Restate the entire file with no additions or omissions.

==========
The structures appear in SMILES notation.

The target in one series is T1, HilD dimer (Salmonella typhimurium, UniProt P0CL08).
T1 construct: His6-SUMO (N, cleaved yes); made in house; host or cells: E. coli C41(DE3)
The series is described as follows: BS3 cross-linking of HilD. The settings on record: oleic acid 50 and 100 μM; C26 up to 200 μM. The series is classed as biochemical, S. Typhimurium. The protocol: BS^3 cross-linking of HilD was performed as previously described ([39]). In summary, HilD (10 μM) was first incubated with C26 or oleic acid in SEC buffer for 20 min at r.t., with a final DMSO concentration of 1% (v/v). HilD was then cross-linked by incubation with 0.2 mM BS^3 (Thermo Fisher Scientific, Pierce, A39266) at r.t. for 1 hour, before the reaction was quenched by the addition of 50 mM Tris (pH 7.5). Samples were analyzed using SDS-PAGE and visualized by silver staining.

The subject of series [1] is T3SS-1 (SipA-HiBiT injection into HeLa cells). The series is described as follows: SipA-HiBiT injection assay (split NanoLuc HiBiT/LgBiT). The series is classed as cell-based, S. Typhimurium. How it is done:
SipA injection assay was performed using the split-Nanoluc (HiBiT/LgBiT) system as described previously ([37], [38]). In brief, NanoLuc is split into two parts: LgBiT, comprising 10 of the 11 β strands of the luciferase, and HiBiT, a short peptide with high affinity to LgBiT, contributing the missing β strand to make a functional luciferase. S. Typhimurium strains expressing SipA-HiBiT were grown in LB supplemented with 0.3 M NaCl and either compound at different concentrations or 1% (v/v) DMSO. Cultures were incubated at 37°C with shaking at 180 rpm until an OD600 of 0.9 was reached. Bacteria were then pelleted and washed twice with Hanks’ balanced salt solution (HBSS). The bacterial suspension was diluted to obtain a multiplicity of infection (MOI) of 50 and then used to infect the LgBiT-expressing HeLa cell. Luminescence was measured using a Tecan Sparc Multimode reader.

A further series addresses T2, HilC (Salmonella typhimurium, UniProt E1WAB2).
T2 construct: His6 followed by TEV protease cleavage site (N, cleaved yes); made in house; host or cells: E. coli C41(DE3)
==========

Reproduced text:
The structures appear in SMILES notation.

The target in one series is T1, HilD dimer (Salmonella typhimurium, UniProt P0CL08).
T1 construct: His6-SUMO (N, cleaved yes); made in house; host or cells: E. coli C41(DE3)
The series is described as follows: BS3 cross-linking of HilD. The settings on record: oleic acid 50 and 100 μM; C26 up to 200 μM. The series is classed as biochemical, S. Typhimurium. The protocol: BS^3 cross-linking of HilD was performed as previously described ([39]). In summary, HilD (10 μM) was first incubated with C26 or oleic acid in SEC buffer for 20 min at r.t., with a final DMSO concentration of 1% (v/v). HilD was then cross-linked by incubation with 0.2 mM BS^3 (Thermo Fisher Scientific, Pierce, A39266) at r.t. for 1 hour, before the reaction was quenched by the addition of 50 mM Tris (pH 7.5). Samples were analyzed using SDS-PAGE and visualized by silver staining.

The subject of series [1] is T3SS-1 (SipA-HiBiT injection into HeLa cells). The series is described as follows: SipA-HiBiT injection assay (split NanoLuc HiBiT/LgBiT). The series is classed as cell-based, S. Typhimurium. How it is done:
SipA injection assay was performed using the split-Nanoluc (HiBiT/LgBiT) system as described previously ([37], [38]). In brief, NanoLuc is split into two parts: LgBiT, comprising 10 of the 11 β strands of the luciferase, and HiBiT, a short peptide with high affinity to LgBiT, contributing the missing β strand to make a functional luciferase. S. Typhimurium strains expressing SipA-HiBiT were grown in LB supplemented with 0.3 M NaCl and either compound at different concentrations or 1% (v/v) DMSO. Cultures were incubated at 37°C with shaking at 180 rpm until an OD600 of 0.9 was reached. Bacteria were then pelleted and washed twice with Hanks’ balanced salt solution (HBSS). The bacterial suspension was diluted to obtain a multiplicity of infection (MOI) of 50 and then used to infect the LgBiT-expressing HeLa cell. Luminescence was measured using a Tecan Sparc Multimode reader.

A further series addresses T2, HilC (Salmonella typhimurium, UniProt E1WAB2).
T2 construct: His6 followed by TEV protease cleavage site (N, cleaved yes); made in house; host or cells: E. coli C41(DE3)